# Why $0$ must be in the kernel of a ring?

Source

Theorem 6.10

Let $f : R → S$ be any homomorphism of rings and let $K = \ker f$. Then $K$ is an ideal in $R$.

Proof. We know $0 ∈ K$, so $K \neq ∅$. Let $a, b ∈ K$. Then $f(a) = f(b) = 0$, so $f(a − b) = f(a) − f(b) = 0$. For any $r ∈ R,$ $f(ra) = f(r)f(a) = f(r) · 0 = 0$. Similarly, $f(ar) = f(a)f(r) = 0$. Thus $a − b, ra$ and $ar$ are also in $K$, hence $K$ is an ideal.

I'm confusing why do we have $0 ∈ K$ at the beginning. Homomorphism doesn't give that. Kernel only contains elements such that $f(r)=0$, but not $0$ itself.

• If $f(0)\neq 0$, there will be contradiction. – W. mu Jun 15 '18 at 3:25
• But why $f(0)$ must be $0$?. Do I miss some definition? – user8314628 Jun 15 '18 at 3:29
• Since $f$ is a ring homomorphism, it is a group homomorphism between $R$ and $S$ considered as groups under addition. Such homomorphisms send the first group's identity to the second group's identity. – Jonathan Dunay Jun 15 '18 at 3:33
• @JonathanDunay: We have $f(1_R) = f(1_R^2) = (f(1_R))^2 \Longrightarrow (f(1_R) - 1_S)f(1_R) = 0$; if $S$ has no zero divisors, we can conclude $f(1_R) = 1_S$ unless $f(1_R) = 0$, which if $f$ is non-trivial we may rule out since it implies $f(r) = f(r 1_R) = f(r) f(1_R) = 0$; if $S$ does have divisors of zero, it may not be true that $f(1_R) = 1_S$; but $f(1_R)$ is idempotent, and will be the unit on $f(R)$. – Robert Lewis Jun 15 '18 at 3:48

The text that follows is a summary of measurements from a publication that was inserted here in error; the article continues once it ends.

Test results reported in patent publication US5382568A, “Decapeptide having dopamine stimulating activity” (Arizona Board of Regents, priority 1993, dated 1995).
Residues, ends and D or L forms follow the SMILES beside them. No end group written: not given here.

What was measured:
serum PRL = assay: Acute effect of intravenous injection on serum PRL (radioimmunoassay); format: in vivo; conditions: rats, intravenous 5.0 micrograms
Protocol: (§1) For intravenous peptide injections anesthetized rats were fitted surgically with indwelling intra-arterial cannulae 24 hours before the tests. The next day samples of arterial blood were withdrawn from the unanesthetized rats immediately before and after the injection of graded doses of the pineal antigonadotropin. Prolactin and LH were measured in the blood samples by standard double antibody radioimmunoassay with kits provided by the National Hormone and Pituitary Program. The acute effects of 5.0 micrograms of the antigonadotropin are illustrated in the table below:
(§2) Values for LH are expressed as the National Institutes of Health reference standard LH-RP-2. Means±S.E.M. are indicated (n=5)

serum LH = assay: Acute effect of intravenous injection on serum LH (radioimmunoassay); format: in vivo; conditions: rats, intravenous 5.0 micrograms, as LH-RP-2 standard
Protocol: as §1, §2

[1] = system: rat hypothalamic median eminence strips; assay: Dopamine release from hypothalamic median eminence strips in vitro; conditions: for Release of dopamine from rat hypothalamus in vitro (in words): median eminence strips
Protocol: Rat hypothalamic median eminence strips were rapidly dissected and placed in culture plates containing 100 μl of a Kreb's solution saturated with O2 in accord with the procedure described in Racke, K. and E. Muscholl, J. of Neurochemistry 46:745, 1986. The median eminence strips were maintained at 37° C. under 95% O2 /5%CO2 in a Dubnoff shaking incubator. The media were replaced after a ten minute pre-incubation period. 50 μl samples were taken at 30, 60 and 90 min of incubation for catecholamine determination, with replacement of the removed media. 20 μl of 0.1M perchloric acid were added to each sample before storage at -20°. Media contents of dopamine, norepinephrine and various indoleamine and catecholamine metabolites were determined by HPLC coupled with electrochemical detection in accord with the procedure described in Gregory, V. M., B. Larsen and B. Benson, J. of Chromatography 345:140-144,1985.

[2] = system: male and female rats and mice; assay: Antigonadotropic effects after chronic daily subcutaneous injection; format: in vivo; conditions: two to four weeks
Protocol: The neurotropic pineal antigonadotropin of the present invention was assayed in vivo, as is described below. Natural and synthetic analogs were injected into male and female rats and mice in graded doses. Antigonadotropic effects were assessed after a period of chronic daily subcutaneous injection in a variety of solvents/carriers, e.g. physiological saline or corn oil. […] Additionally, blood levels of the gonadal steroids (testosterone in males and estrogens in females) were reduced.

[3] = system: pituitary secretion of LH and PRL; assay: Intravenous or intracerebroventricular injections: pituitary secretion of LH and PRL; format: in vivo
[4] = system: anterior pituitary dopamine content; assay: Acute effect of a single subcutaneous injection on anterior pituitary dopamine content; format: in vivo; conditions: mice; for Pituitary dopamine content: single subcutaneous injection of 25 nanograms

• @RobertLewis When you consider the ring as a group under addition, the group identity is the additive identity of the ring $0$ not the multiplicative identity $1$ – Jonathan Dunay Jun 15 '18 at 3:50

Homomorphism $f:R \to S$ does in fact give

$f(0_R) = 0_S, \tag 1$

since

$f(a + b) = f(a) + f(b), \; a, b \in R; \tag 2$

thus

$f(0_R) + f(0_R) = f(0_R + 0_R) = f(0_R), \tag 3$

whence

$f(0_R) = f(0_R) - f(0_R) = 0_S; \tag 4$

(4) holds no matter what $\ker R$ may be; but if we have $0_R \ne a \in \ker R$, then we may also write

$f(0_R) = f(a - a) = f(a) - f(a) = 0_S, \tag 5$

which I guess gives another way to see that (1) must bind.

$f(0_R) = f(0_R + 0_R) = f(0_R) + f(0_R)$. Therefore, $f(0_R) + 0_S = f(0_R) + f(0_R)$. Thus $0_S = f(0_R)$.

Ring homomorphisms will always preserve additive identities (and multiplicative identities if it is a ring with unit)

• See my comment to user8314628's answer in response to JonathanDunay's comment: $f(1_R) \ne 1_S$ necessarily. Cheers! – Robert Lewis Jun 15 '18 at 4:06
• @RobertLewis ah thank you. pesky non-unitary rings – Good Morning Captain Jun 15 '18 at 4:23
• Indeed they are pesky! Vermin! Cheers! – Robert Lewis Jun 15 '18 at 4:25

For all $r \in R$, $f(r) = f(0 + r) = f(0) + f(r)$ which implies that $f(0) = 0$.